puar, jasbir k. “introduction: homonationalism and biopolitics.” in terrorist assemblages: homonationalism in queer times. durham, nc: duke university press, 2007.

jasbir puar (ph.d. in ethnic studies) is an associate professor of women’s and gender studies at rutgers.  her interests include critical ethnic studies, cultural studies, feminist globalization studies, disability studies, immigration and diasporas, queer studies and sexuality studies.  terrorist assemblages is her first monograph and her second, affective politics: states of debility and capacity, will be released in 2014.  she is currently working on a third book (inhumanist occupation: sex, affect, and palestine/israel) while on fellowship at cornell university. 

  1. in the introduction to her first monograph, puar explores the interrelationship(s) between biopower and necropolitics evident in the production of a homonational subject that simultaneously engenders and disavows entire populations of “sexual-racial others who need not apply.”  she explores three manifestations of this project: sexual exceptionalism, queer as regulatory, and the ascendancy of whiteness.
  2. homonationalism: “an exceptional form of national homonormativity” (2)
  3. u.s. sexual exceptionalism
    1. exception and exceptionalism work in tandem -by marking for death a particular population so that the life of another population may be secured and valorized-  in order to produce the u.s. as simultaneously unique (a superior singularity) and universal (it is at once the paragon of appropriateness yet not beholden to its mandates).  
    2. u.s. exceptionalism feeds off of other exceptionalisms (and exceptional victimhood secures, rather than disputes, claims to exceptionalism).
    3. u.s. exceptionalism depends on a narrative of transcendence which places the u.s. as above empire (insofar as it is not subject to empire’s shortcomings yet empire is beyond the pale of its own morally upright behavior).
    4. homosexual sexual exceptionalism does not necessarily contradict its heterosexual counterpart but, rather, supports and conceals the classed, racial, and citizenship axes structuring the latter.
  4. queerness as a regulatory frame of biopolitics
    1. queer secularity, which demands a particular transgression of norms (through which queerness narrates its own sexual exceptionalism), marks queer religiosity as subjugated, sexually repressed (and repressive, rather than productive), and void of agency (reinscribing its own transgressiveness by comparison).  rendered a contradiction in terms, the proper gay/lesbian muslim subject is foreclosed, allowing only for the orientalist fantasy of perversely sexualized terrorist corporealities (always already queer and improperly so).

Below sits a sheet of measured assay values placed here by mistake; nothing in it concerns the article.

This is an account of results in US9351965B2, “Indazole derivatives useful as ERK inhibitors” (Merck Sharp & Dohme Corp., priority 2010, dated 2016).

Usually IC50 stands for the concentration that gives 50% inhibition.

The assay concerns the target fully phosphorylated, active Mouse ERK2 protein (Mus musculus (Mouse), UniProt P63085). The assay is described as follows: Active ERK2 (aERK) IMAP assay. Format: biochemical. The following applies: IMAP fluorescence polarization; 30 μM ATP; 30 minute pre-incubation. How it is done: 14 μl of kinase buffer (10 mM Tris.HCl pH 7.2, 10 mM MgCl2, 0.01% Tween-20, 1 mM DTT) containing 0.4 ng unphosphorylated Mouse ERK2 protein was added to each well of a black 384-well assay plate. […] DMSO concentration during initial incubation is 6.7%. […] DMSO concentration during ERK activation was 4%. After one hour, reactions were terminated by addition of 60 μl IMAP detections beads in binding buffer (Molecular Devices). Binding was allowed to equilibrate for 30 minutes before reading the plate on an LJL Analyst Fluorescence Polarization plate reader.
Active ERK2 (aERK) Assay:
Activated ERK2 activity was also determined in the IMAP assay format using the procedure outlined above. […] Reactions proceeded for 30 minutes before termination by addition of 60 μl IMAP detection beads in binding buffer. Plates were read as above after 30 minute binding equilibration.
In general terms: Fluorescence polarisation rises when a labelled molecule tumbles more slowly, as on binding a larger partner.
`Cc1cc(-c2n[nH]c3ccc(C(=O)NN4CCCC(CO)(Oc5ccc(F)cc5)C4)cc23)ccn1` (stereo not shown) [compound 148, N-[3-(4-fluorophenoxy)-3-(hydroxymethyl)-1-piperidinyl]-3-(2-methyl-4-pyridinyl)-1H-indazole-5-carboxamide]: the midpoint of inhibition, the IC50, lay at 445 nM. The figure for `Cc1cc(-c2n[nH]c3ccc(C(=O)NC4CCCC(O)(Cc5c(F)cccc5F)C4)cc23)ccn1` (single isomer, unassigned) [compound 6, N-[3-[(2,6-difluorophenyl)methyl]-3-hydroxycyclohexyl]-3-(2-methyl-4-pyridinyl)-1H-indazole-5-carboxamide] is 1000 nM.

2. queer operates as an alibi for complicity with other identity norms while concealing these violent complicities through its imagined inherent transgression. 
    3. the fantasy of queer secularity depends on and recirculates the conviction that “religious and racial communities are more homophobic than white mainstream communities are racist” (15), marking white secular queerness (a white secular queerness committed, if unwittingly, to the replication of neocoloniality) as fit for inclusion into a body politic imagined as multicultural, while simultaneously reinscribing the racialized other as too intolerant for inclusion.
    4. it is though an ideal queer subject imagined as free from norms that queerness becomes a regulatory mechanism contingent upon various regimes of mobility wedded to individualism and the rational, liberal humanist subject. 
    5. “[q]ueerness as transgression (which is one step ahead of resistance, which has now become a normative act) relies on a normative notion of deviance, always defined in relationship to normativity, often universalizing.  thus deviance, despite its claims to freedom and individuality, is ironically cohered to and by regulatory regimes of queerness – through, not despite, any claims to transgression.” (23)
  5. the ascendancy of whiteness
    1. drawing from rey chow’s notion of “the ascendancy of whiteness” (which “incorporates the multiplication of appropriate multicultural ethnic bodies” (25) through a management and domestication of difference (within and containing sameness) that obscures the primary beneficiaries of this project), puar explores the twin processes of multiculturalization and heterosexualization that extend the trappings of (white, straight) citizenship to the (straight) ethnic and the (white) queer (through an “affective be/longing that never fully rewards its captives yet nonetheless fosters longing and yearning of affects of nationalism” (32)). 
    2. this extension is interpellated through participation within global economic privilege that faction, fraction, and fractalize identity (which, in turn, allows for disidentification from disenfranchised populations and  consolidation with axes of privilege).
  6. queer necropolitics
    1. puar interrogates the tension between bio- and necropolitics (to the extent that “the latter makes its presence known at the limits and through the excess of the former [and] the former masks the multiplicity of its relationships to death and killing in order to be able to enable the proliferation of the latter ” (35)), contending that it is by exploring the collaboration between the two that the multiple spaces of the deflection of death can be attended to and that it is “within these interstices of life and death that we find the differences between queer subjects who are being folded back into life and the racialized queernesses that emerge through the naming of populations” (ibid.).

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